Must-have Emergency Gear
100' of heavy-duty rope
Good spare tire
Can of aerosol "flat repair"
Tire Repair kit
Basic vehicle repair tools
Engine Coolant/Quart of Engine Oil in Plastic container
Air pump/compressor or bicycle tire pump
2 Gallons per person of extra water
Comprehensive First Aid Kit
Baling wire & Duct Tape
Ground Cloth or Tarp
Heavy duty Flashlight (spare batteries & bulb)
Shop Towels and/or Roll of Paper Towels
Winch & gear (highly recommended for solo treks)
Many of these items and Jeep Wrangler accessories can be
found at ExtremeTerrain - Jeep Wrangler Parts & Accessories ...
including tow straps, tire repair kits, tire gauges,
|Wax on, Wax off
Got a stubborn bolt that's rusted
or seized? Try heating it up with a blow torch and apply candle wax to the
treads. For really stubborn bolts you may have to reheat it a few times and
re-apply the candle wax to the threads but as wax is applied to the heated bolt
threads the wax is sucked down into the rust just as flux pulls solder into a
pipe joint. As the wax cools it acts as a lubricant, helping to free up the
bolt. A recent conversation with a friend in the racing business had the
pleasure of an old spark snapping off with the threads still lodged in the
engine. Heating the plug and block around the spark plug and applying candle
wax a few times allowed what was left of the old plug to be extracted with an
The Jeep Wave!
An honor bestowed upon
those drivers with the superior intelligence, taste, class, and discomfort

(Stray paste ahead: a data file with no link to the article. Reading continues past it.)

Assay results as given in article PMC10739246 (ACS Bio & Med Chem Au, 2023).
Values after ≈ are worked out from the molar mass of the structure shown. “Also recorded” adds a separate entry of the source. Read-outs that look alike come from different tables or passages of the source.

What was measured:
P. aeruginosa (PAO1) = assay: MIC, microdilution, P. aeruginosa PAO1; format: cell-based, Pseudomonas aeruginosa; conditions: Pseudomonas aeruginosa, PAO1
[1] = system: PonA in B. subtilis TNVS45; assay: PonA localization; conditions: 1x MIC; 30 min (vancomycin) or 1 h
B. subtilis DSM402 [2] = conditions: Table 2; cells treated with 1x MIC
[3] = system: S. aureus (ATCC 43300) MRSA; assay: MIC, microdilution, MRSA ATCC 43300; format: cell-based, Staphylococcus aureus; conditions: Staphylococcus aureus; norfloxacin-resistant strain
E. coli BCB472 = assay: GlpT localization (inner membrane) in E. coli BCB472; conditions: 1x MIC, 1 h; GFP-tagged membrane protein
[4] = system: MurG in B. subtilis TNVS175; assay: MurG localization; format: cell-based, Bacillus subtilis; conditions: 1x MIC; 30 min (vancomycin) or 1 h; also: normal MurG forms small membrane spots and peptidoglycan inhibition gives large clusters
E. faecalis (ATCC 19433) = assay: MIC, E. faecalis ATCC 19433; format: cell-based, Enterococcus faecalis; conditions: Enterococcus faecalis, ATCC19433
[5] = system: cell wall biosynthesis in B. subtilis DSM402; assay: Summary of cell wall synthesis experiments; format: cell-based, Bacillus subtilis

tolerance to own the ultimate vehicle - the Jeep. Generally consists of
vigorous side-to-side motion of one or both hands, but may be modified to
suit circumstances and locally accepted etiquette.
the Rules of the Wave, click here!
Reseat a Bead:
you have unseated your tire on the trail, you can usually get the bead
reseated without removing the wheel and tire from the vehicle. Jack
up the vehicle until the tire is off the ground, make sure there is no
dirt or rock between the rim and seat, and push or pull the tire on the
rim as best you can while a buddy fills the tire with compresses air or
co2. You might try a little water or soda, or whatever to lubricate
the bead surface. If the bead is really stubborn or you blew both
inner and outer beads, you can remove the tire and wheel, put a ratchet
strap around the circumference, and tighten the strap just enough to press
the tire towards the rim. Use just enough air to get the bead
started, remove the strap before you try to seat the bead and fill the
use High and Low Range:
For traction when the area
isn't steep, when stuck in sand, extremely slippery
conditions, snow, ice, rocky, gravel roads, gullies, extremely muddy areas
On wet, slippery surfaces,
passing through sandy
areas, on rough trails, through shallow water, rock-climbing, climbing steep hills,
through mud and descending steep
Engage low-range before you need it. Don't operate 4WD on hard
Filters: There are 4 basic kinds, Paper, Cotton, Foam and Dry
You might be unpleasantly surprised to find that there isn't much that will filter better. They have been standard equipment
on vehicles for years. The downside is when they get dirty, their
effectiveness remains constant, but airflow decreases.
The most common, is usually pleated to create a more effective filtering
surface. Generally, this filter is a good idea that works
well. It lets more airflow into the engine than a paper element.